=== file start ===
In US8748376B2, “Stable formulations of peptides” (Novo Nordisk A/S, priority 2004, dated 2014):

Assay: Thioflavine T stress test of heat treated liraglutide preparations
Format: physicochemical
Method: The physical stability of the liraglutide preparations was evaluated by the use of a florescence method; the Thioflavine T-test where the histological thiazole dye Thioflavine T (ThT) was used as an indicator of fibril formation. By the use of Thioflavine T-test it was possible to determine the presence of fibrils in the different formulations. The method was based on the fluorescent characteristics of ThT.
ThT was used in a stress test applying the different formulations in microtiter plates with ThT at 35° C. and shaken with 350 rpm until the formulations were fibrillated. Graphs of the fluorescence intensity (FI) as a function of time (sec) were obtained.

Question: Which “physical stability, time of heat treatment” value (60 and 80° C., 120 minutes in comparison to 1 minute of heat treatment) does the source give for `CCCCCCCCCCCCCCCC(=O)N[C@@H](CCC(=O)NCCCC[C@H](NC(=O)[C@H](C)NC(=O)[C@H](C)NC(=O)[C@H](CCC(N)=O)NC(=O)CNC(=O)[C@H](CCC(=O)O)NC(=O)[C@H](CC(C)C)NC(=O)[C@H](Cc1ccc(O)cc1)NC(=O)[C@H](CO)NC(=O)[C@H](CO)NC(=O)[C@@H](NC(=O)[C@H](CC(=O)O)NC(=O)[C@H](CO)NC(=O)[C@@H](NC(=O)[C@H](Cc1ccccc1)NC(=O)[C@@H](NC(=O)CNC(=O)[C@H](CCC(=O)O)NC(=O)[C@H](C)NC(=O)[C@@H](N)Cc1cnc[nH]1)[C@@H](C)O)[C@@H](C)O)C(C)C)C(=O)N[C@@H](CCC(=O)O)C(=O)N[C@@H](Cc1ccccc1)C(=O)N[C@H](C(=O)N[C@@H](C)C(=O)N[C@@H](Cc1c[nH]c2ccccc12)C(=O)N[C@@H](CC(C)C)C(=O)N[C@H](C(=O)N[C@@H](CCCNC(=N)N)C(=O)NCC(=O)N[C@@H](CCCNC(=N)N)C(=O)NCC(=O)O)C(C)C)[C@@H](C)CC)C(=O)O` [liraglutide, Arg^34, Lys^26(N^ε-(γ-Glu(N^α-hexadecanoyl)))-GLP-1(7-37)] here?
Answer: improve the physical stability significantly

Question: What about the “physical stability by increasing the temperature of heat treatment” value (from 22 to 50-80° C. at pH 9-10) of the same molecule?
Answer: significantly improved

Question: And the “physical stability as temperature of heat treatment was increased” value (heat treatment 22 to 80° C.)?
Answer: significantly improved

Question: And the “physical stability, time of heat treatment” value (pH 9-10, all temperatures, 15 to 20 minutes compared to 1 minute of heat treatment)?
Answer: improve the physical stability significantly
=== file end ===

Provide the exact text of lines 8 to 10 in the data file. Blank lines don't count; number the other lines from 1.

Question: What about the “physical stability by increasing the temperature of heat treatment” value (from 22 to 50-80° C. at pH 9-10) of the same molecule?
Answer: significantly improved

Question: And the “physical stability as temperature of heat treatment was increased” value (heat treatment 22 to 80° C.)?